“If I could ask this state to do one thing, it would be to make a pool of resources available to organizations working to grow tech-based businesses in our communities for things like pre-seed funds and supporting businesses accelerators,” he said. “It would make a huge difference.”

Finney cited the SmartZones initiative in Michigan and the Ben Franklin Technology Partners program in Pennsylvania as examples.

“We are like the Lamborghinis you see around Miami all the time. The horsepower is there. We need to step on the accelerator and shift into second, third and fourth gears,” he said. “I just don’t think there’s another community as well-positioned as we are to take advantage of everything tech. But we need to provide more resources, both private and public. That’s what’s going to move this region forward.”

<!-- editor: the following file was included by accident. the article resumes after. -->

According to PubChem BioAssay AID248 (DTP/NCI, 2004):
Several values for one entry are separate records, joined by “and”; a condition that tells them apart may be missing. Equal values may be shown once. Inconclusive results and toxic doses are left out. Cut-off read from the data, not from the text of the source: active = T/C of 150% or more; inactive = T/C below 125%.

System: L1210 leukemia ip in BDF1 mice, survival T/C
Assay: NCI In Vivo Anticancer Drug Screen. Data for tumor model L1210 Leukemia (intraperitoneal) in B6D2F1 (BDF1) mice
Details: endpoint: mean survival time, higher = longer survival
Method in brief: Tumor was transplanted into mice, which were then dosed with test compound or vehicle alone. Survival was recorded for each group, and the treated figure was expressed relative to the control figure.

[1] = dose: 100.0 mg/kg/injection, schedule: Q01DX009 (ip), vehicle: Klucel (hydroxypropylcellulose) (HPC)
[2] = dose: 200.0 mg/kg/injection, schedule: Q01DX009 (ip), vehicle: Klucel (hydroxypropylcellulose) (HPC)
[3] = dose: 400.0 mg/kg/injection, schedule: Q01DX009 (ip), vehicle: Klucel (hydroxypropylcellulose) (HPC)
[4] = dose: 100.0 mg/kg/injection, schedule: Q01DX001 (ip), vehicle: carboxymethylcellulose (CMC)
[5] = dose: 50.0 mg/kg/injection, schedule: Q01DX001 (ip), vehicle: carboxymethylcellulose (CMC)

Smart moves in South Florida

Efforts to create smart cities can be found throughout South Florida:

• Doral is one of few cities in the world to receive the World Council on City Data’s ISO 37120 Platinum Certification, recognizing it as part of a global network of cities effectively using data for decision-making while remaining transparent and keeping resiliency at the forefront of its planning.

• Coral Gables has a comprehensive set of smart city initiatives detailed on its online Smart City Hub, from the IoT sensors on the Giralda Avenue promenade to its Crime Intelligence Center, which uses data to address and curb crime in the city.

• Fort Lauderdale tapped transportation tech company Passport to manage its entire parking operation. It’s credited as the first city in the U.S. to partner with the company.